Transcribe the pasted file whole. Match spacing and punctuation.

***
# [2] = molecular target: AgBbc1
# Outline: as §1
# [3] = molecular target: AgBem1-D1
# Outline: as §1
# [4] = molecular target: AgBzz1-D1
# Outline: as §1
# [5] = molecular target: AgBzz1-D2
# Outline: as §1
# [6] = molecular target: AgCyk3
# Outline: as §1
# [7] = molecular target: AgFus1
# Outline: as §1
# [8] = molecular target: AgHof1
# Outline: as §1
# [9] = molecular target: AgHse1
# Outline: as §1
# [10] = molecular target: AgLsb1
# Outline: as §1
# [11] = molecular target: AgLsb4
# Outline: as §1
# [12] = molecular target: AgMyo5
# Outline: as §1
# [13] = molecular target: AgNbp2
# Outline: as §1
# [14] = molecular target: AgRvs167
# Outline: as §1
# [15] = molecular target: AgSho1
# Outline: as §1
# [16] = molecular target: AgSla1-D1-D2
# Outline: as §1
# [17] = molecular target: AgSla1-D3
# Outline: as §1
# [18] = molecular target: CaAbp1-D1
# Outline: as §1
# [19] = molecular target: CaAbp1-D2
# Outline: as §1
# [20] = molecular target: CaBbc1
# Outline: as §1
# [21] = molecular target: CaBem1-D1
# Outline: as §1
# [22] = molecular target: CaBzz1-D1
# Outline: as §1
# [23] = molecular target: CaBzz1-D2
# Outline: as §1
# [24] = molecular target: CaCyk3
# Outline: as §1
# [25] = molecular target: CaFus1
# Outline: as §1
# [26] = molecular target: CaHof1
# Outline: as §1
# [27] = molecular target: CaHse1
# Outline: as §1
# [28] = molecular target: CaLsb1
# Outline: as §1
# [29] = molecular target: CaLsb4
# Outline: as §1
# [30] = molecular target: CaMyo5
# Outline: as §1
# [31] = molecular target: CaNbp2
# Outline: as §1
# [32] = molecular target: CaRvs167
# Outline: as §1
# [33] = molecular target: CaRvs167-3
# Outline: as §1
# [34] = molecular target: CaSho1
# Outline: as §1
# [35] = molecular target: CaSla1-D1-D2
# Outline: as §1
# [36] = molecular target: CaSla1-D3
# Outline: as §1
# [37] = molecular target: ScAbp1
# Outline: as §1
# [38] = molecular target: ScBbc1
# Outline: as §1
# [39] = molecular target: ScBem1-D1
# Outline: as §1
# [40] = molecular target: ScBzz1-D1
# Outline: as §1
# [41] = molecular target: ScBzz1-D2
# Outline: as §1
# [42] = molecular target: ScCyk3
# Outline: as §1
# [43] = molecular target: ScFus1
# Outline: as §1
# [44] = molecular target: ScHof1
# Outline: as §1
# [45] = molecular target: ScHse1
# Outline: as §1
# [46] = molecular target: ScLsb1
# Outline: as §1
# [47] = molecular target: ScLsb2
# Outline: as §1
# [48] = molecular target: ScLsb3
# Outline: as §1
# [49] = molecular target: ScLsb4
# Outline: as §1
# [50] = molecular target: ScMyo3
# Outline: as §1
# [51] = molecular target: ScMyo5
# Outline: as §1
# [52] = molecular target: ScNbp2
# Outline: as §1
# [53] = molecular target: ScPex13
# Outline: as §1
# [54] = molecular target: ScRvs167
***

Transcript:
# [2] = molecular target: AgBbc1
# Outline: as §1
# [3] = molecular target: AgBem1-D1
# Outline: as §1
# [4] = molecular target: AgBzz1-D1
# Outline: as §1
# [5] = molecular target: AgBzz1-D2
# Outline: as §1
# [6] = molecular target: AgCyk3
# Outline: as §1
# [7] = molecular target: AgFus1
# Outline: as §1
# [8] = molecular target: AgHof1
# Outline: as §1
# [9] = molecular target: AgHse1
# Outline: as §1
# [10] = molecular target: AgLsb1
# Outline: as §1
# [11] = molecular target: AgLsb4
# Outline: as §1
# [12] = molecular target: AgMyo5
# Outline: as §1
# [13] = molecular target: AgNbp2
# Outline: as §1
# [14] = molecular target: AgRvs167
# Outline: as §1
# [15] = molecular target: AgSho1
# Outline: as §1
# [16] = molecular target: AgSla1-D1-D2
# Outline: as §1
# [17] = molecular target: AgSla1-D3
# Outline: as §1
# [18] = molecular target: CaAbp1-D1
# Outline: as §1
# [19] = molecular target: CaAbp1-D2
# Outline: as §1
# [20] = molecular target: CaBbc1
# Outline: as §1
# [21] = molecular target: CaBem1-D1
# Outline: as §1
# [22] = molecular target: CaBzz1-D1
# Outline: as §1
# [23] = molecular target: CaBzz1-D2
# Outline: as §1
# [24] = molecular target: CaCyk3
# Outline: as §1
# [25] = molecular target: CaFus1
# Outline: as §1
# [26] = molecular target: CaHof1
# Outline: as §1
# [27] = molecular target: CaHse1
# Outline: as §1
# [28] = molecular target: CaLsb1
# Outline: as §1
# [29] = molecular target: CaLsb4
# Outline: as §1
# [30] = molecular target: CaMyo5
# Outline: as §1
# [31] = molecular target: CaNbp2
# Outline: as §1
# [32] = molecular target: CaRvs167
# Outline: as §1
# [33] = molecular target: CaRvs167-3
# Outline: as §1
# [34] = molecular target: CaSho1
# Outline: as §1
# [35] = molecular target: CaSla1-D1-D2
# Outline: as §1
# [36] = molecular target: CaSla1-D3
# Outline: as §1
# [37] = molecular target: ScAbp1
# Outline: as §1
# [38] = molecular target: ScBbc1
# Outline: as §1
# [39] = molecular target: ScBem1-D1
# Outline: as §1
# [40] = molecular target: ScBzz1-D1
# Outline: as §1
# [41] = molecular target: ScBzz1-D2
# Outline: as §1
# [42] = molecular target: ScCyk3
# Outline: as §1
# [43] = molecular target: ScFus1
# Outline: as §1
# [44] = molecular target: ScHof1
# Outline: as §1
# [45] = molecular target: ScHse1
# Outline: as §1
# [46] = molecular target: ScLsb1
# Outline: as §1
# [47] = molecular target: ScLsb2
# Outline: as §1
# [48] = molecular target: ScLsb3
# Outline: as §1
# [49] = molecular target: ScLsb4
# Outline: as §1
# [50] = molecular target: ScMyo3
# Outline: as §1
# [51] = molecular target: ScMyo5
# Outline: as §1
# [52] = molecular target: ScNbp2
# Outline: as §1
# [53] = molecular target: ScPex13
# Outline: as §1
# [54] = molecular target: ScRvs167